Rather than meet with the agency leaders again, she found middle managers in the three key agencies who worked on child sex abuse issues and shared her concern about the need for more collaboration. They liked the co-location model. Then she learned about a co-location training session being offered in another state. The three managers agreed to attend and planned to meet at the session. Karen suggested they drive there together. “Let’s save some gas, the meals will be on me. It’ll be a fun road trip.” Even though two of the three didn’t know each other, they agreed. That road trip became a team-building activity. They had time to learn about each other outside of their work responsibilities. And the trip back from the training gave them several hours to compare notes on what they’d learned and how to move forward.

Long story short: The middle managers sold their agency directors on the co-location idea, they tried it on a pilot basis, and continued it as they saw success. More information sharing meant more kids were being rescued from terrible situations and more perpetrators getting caught. Karen had learned the art of leading by indirection.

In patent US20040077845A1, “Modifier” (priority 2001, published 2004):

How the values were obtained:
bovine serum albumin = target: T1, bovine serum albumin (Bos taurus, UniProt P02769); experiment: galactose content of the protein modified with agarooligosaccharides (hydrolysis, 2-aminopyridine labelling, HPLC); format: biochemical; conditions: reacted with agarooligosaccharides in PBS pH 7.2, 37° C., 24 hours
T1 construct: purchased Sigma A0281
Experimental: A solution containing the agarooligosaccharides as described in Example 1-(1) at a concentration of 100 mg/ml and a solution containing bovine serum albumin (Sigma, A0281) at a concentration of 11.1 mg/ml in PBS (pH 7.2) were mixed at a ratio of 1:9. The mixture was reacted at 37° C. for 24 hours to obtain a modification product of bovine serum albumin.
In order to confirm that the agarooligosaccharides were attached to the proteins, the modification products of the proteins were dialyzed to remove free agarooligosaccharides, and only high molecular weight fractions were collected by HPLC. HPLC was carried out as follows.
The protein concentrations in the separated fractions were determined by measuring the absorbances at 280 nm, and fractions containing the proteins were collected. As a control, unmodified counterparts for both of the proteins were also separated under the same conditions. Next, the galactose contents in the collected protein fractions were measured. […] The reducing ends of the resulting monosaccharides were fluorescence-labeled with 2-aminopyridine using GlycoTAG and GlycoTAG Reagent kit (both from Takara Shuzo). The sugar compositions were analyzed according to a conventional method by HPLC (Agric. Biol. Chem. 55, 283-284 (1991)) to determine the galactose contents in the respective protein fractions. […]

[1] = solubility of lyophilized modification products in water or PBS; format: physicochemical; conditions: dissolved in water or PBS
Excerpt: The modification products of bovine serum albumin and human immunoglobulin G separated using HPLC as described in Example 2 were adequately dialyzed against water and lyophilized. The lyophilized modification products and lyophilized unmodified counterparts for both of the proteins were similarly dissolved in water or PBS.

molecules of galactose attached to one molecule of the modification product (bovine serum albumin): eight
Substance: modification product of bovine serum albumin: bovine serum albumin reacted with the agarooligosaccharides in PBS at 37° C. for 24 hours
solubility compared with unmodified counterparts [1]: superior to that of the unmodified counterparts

Those who learn how to lead indirectly are usually good at: 

  • Demonstrating situational awareness
  • Being firm on the goal, flexible on the approach
  • Reading people’s readiness
  • Timing, and “ripening”
  • Being pragmatic

When Karen’s initial efforts toward collaboration went nowhere, she considered the situation. The agency directors weren’t responding, so she was flexible and looked for a different strategy. Courting the managers made sense; they were already eager for collaboration and just needed someone to offer a way to get started. Urging the managers to drive together allowed their ideas to “ripen,” which was critical. And Karen was very pragmatic. She’d originally hoped to try the model for one year. When two of the agency directors balked, she suggested they first pilot the idea for several months, and they agreed. Karen understood the importance of timing.

            Karen was a middle manager; she didn’t have the authority to direct the other managers to work with her. But even leaders who have that authority often need to lead indirectly. Here’s an example from the Hebrew Bible: